His interest and involvement in Dr. Jekyll’s affair contradict with the introduction of his personality in the very beginning of the book, which shows his indifference toward immorality and lack of social skill. s Mr. Utterson likes this letter because it says that his friend Dr. Jekyll is not blackmailed and the evil person Mr. Hyde will not distract Dr. Jekyll again. Also Mr. Utterson feels guilty and blames himself for his past suspicions, for Mr. Hyde does not intend to blackmail Dr. Jekyll at all. By contrast, Mr. Hyde fully realizes his unworthiness of inheriting Dr. Jekyll’s properties. However, Mr. Utterson is upset with the fact that the letter was from Dr. Jekyll as well after he lets his clerk compare the letter with Jekyll’s own
He did not tell the people about his sin like Hester Prynne's was told. This sin made it unable for him to preach and bring a good change into people's lives because he was impure. People looked at him with great trust and saw him as a man of god but he betrayed that trust by giving into his feeling of lust for a short period of time. He is a impure minister of hidden dark secret which is against the rules of god, religion, society, and being a man of faith. The Scarlett Letter delivers a messege into our lives and teaches us an important rule in life.
John Proctor, throughout the play, though a cool and levelheaded individual, did not fit with the creation of a new society within Salem and therefore, was forced to wither away with the rest of those bent on staying attached to a failing society. His views of the people who existed within Salem’s new society were often attacking and completely based on his own opinion. Such thinking, seeming to be logical and opinionated, was seen as heresy in Salem, giving people reasons to attack him verbally and psychologically. His personality, from which his views stemmed from, was straightforward, calculating, and honest. Yet honesty held no reign during his fall, as it did in his own sociological prime.
It fits because in Malcolm x quote he describes how his frustration with not being able to read and write aggravates him. This quote led him to start his “Homemade education”. Malcolm knew that reading was a good thing and he knew that in the long run, reading would better himself as a person by having so much knowledge. In Plato’s quote he states that in the world of knowledge the idea of good appears last of all, and is only seen with effort. Malcolm knew that without putting in any effort to read and write that the outcome would not be good.
He didn’t want to be noticed for lying and told he was wrong. In another part of the story, Jim and Huck argue about Frenchmen. With the end of the argument, Huck says, “I see it warn’t no use wasting words- you can’t learn a @#! *% to argue. So I quit.” (95) In the face of Jim’s final question, Huck seemingly is out smarted.
I think it relates but with a twist. The pleasure that Aymler is trying to obtain is seeing Georgiana without the birthmark. This is because the birthmark represents everything that he despises about Georgiana. He is in constant effort to obtain this pleasure but lacks conscience to do so. This is primarily because he does not think about the most important aspect of this obsession with is Georgiana herself.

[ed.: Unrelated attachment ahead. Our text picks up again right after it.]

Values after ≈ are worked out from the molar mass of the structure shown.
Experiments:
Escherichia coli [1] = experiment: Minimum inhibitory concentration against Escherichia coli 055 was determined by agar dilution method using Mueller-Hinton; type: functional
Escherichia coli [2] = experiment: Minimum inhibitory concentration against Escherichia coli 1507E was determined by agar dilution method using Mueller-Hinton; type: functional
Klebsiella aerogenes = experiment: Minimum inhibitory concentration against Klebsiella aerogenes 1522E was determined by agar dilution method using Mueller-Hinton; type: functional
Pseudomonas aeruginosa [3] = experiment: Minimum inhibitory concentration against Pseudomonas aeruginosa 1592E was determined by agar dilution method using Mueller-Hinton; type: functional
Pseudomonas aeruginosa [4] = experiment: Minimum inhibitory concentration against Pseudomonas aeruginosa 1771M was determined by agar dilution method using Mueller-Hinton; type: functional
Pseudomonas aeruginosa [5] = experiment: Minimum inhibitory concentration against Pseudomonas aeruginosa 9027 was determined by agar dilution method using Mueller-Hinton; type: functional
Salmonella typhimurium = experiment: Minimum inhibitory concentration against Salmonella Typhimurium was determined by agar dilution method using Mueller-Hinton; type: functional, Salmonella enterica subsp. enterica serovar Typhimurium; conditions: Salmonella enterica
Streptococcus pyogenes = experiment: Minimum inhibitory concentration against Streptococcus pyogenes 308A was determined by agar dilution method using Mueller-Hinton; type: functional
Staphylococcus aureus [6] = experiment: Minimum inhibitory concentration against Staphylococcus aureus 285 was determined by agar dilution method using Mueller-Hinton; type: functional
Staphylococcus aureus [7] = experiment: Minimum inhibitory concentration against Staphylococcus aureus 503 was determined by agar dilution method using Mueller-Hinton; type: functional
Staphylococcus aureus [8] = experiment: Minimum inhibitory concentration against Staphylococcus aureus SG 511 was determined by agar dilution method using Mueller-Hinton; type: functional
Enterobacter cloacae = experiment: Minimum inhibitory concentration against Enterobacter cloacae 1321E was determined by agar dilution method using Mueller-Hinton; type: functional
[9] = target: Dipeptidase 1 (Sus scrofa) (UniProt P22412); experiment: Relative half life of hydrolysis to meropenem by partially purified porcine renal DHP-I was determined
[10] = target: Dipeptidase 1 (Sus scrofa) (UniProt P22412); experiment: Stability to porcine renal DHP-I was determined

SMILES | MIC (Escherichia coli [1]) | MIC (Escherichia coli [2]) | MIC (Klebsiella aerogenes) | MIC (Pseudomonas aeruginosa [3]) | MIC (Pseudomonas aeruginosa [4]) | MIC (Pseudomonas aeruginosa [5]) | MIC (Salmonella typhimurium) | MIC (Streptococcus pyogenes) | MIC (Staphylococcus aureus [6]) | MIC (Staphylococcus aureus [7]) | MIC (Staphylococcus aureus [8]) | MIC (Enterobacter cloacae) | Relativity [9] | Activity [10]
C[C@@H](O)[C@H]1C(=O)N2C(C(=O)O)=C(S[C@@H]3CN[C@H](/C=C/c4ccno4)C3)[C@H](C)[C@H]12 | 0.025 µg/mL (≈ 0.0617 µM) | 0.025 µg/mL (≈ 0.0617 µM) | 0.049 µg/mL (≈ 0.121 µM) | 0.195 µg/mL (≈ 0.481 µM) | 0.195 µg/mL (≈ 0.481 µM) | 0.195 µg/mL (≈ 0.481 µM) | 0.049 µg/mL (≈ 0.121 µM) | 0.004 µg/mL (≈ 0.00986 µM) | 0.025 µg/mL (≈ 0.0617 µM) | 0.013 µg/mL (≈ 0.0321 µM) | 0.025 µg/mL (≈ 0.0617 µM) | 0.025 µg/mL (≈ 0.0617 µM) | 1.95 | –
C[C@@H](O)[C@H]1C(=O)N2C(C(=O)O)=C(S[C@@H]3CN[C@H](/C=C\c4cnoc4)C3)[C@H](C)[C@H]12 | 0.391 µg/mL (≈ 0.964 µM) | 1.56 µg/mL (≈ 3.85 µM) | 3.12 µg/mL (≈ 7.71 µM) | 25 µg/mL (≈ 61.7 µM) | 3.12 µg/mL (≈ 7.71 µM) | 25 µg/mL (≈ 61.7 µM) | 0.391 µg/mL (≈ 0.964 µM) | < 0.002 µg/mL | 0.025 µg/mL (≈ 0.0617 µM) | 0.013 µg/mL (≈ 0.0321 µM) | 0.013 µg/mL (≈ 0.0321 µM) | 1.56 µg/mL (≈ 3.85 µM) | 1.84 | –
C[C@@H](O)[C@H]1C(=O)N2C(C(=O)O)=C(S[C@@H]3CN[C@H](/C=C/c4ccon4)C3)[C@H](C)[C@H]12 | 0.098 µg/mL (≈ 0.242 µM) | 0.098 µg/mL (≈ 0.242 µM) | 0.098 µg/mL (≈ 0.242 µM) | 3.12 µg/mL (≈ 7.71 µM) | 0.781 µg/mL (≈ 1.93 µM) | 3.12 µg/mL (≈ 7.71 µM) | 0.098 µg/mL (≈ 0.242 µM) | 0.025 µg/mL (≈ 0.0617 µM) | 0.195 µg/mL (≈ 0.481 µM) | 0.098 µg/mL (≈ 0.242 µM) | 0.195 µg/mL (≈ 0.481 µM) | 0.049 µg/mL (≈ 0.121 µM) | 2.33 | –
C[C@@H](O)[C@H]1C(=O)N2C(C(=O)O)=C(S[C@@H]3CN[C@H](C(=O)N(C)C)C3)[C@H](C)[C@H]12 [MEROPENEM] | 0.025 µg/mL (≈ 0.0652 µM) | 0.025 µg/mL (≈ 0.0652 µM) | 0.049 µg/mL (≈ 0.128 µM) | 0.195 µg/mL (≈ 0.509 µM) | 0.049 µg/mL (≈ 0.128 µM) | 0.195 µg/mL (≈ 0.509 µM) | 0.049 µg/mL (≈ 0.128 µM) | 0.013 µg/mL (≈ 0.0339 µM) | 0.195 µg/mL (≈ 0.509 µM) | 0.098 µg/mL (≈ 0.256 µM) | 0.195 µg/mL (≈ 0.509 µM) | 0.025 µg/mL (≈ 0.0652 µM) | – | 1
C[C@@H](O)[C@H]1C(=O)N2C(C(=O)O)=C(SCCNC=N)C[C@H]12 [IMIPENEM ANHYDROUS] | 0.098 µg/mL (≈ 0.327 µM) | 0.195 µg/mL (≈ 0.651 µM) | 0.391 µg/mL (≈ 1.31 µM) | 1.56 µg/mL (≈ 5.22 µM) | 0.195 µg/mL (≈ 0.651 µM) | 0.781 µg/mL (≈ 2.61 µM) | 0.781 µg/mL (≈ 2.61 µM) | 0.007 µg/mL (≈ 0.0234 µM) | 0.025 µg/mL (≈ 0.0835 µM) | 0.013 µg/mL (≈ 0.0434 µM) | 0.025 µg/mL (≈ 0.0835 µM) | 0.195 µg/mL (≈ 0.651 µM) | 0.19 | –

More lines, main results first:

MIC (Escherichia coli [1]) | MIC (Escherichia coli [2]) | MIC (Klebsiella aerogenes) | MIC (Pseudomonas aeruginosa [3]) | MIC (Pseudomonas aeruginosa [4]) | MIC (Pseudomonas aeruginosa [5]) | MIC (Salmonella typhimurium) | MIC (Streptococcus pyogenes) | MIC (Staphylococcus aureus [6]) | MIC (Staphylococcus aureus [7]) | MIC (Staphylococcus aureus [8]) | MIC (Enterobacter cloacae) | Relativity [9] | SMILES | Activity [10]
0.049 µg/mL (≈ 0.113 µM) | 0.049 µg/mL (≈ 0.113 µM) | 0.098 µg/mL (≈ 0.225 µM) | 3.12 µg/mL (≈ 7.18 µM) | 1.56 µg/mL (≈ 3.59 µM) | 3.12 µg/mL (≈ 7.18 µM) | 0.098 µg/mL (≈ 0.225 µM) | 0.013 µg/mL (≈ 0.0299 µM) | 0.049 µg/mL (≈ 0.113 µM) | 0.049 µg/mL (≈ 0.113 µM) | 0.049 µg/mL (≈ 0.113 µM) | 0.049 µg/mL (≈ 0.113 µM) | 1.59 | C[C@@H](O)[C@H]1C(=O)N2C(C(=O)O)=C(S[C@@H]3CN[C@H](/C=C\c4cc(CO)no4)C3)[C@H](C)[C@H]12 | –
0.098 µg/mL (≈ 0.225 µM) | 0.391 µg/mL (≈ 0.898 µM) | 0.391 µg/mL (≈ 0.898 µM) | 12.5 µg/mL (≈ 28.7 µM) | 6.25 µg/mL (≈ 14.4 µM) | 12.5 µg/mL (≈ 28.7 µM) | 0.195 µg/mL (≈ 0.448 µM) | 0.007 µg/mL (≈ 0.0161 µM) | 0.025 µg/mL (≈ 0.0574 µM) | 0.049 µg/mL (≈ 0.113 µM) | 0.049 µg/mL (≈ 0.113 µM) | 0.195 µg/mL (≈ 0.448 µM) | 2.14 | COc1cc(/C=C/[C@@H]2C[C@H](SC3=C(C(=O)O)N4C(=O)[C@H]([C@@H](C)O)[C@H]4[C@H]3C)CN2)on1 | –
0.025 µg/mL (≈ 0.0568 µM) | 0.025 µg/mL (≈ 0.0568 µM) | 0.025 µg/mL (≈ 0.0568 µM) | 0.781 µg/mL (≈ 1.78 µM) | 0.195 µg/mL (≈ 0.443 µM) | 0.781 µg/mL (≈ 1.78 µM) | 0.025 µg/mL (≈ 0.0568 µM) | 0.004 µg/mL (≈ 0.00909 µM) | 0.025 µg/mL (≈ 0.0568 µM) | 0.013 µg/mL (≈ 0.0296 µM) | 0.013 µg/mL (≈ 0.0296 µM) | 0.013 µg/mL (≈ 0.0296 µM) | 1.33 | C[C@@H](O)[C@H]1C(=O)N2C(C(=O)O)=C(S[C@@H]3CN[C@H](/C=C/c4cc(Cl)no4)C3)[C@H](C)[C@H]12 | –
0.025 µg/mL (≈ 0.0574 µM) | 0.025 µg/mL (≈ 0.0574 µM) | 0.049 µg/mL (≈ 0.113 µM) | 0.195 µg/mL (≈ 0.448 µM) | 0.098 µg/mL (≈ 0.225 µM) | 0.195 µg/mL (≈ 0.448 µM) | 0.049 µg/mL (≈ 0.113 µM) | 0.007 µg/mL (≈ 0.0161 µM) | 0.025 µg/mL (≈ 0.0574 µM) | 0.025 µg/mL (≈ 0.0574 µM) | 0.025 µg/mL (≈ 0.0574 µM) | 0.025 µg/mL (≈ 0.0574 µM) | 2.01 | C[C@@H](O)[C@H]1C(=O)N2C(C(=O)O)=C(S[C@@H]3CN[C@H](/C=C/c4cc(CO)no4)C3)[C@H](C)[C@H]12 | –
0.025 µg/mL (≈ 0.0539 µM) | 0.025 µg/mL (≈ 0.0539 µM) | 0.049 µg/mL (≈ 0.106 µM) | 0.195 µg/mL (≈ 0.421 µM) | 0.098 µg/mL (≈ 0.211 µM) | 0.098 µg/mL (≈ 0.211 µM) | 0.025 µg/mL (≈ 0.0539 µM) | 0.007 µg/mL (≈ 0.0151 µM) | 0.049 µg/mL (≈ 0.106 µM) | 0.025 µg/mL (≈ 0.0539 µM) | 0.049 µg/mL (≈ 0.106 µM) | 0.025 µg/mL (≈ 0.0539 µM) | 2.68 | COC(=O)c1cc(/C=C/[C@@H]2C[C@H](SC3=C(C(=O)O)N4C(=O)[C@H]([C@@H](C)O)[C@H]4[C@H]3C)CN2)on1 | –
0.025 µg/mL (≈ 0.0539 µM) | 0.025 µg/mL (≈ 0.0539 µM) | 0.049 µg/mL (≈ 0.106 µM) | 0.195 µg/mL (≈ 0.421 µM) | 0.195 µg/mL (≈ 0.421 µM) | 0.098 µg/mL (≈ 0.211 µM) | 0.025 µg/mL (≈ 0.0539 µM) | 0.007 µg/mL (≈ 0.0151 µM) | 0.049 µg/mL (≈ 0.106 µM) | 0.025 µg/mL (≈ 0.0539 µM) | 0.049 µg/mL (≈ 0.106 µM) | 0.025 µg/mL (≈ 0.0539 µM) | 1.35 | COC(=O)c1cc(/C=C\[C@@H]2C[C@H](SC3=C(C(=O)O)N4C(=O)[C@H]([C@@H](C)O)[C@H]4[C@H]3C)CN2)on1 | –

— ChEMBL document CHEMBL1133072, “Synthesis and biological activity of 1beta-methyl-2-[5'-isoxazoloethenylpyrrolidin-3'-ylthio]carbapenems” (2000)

It also reflects his compunction for neglect of his education. Although Holden himself does not have any qualms about ruining his education, others around him, like Frome, express regret that what could have been, will never be. Mr.Antolini sees Holden “dying nobly…for some highly unworthy cause.” (Salinger, page 188) He says
In Salinger's novel, The Catcher in the Rye, Holden Caufield makes it very clear that he does not like fake or phony people. Throughout the story Holden at times makes the reader feel like he or she should feel bad for him because of the hardships he's been through and how he has to deal with the "phonies" when he is actually one himself. As the story goes on Holden proves himself to be the real phony of the book because he never goes through with what he intends to do, he is overly concerned about sex but thinks its overrated, and he's very critical about other peoples lives. Holden Caulfield is the true phony and even more so a huge hypocrite throughout the novel. To start, All he wants to do is connect with someone but the boy has high standards.
Although constant evil swirls around Bruno, he is able to hang on to his innocence, which shields him from the knowledge of the situation he is in, but ultimately leads to his and Shmuel’s downfall. Bruno’s innocence becomes quite apparent throughout the course of the novel. He portrays this childish innocence through his lack of understanding on many of the changes that have been happening in his life. Bruno portrays this quite clearly by asking his father : "Did you do something bad in work? I know that everyone says you're an important man and that the Fury has big things in mind for you, but he'd hardly send you to a place like this if you hadn't done something that he wanted to punish you for."
Do not put a false point to the world to make it seem like you have no faults. It is ok to let others see you are not perfect. Dimmesdale is just too weak and good-natured to shoulder the kind of blame he is foisting upon himself.He tried to hide his sin and guilt but, his heart literally weakened, and he